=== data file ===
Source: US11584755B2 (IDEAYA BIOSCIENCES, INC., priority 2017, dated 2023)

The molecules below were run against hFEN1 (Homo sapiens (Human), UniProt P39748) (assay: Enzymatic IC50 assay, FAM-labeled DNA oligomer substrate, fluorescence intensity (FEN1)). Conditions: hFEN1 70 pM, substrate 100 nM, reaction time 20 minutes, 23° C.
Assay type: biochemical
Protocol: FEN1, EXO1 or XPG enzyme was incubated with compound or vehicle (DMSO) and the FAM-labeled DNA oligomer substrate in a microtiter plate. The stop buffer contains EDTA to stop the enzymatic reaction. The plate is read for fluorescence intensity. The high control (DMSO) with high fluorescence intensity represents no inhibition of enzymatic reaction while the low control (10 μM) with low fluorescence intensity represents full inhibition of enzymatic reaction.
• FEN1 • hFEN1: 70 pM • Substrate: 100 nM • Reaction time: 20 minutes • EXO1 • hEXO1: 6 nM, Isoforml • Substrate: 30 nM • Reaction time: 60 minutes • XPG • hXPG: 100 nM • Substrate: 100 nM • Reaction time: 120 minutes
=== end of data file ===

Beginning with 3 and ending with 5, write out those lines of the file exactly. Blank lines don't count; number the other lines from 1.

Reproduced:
Assay type: biochemical
Protocol: FEN1, EXO1 or XPG enzyme was incubated with compound or vehicle (DMSO) and the FAM-labeled DNA oligomer substrate in a microtiter plate. The stop buffer contains EDTA to stop the enzymatic reaction. The plate is read for fluorescence intensity. The high control (DMSO) with high fluorescence intensity represents no inhibition of enzymatic reaction while the low control (10 μM) with low fluorescence intensity represents full inhibition of enzymatic reaction.
• FEN1 • hFEN1: 70 pM • Substrate: 100 nM • Reaction time: 20 minutes • EXO1 • hEXO1: 6 nM, Isoforml • Substrate: 30 nM • Reaction time: 60 minutes • XPG • hXPG: 100 nM • Substrate: 100 nM • Reaction time: 120 minutes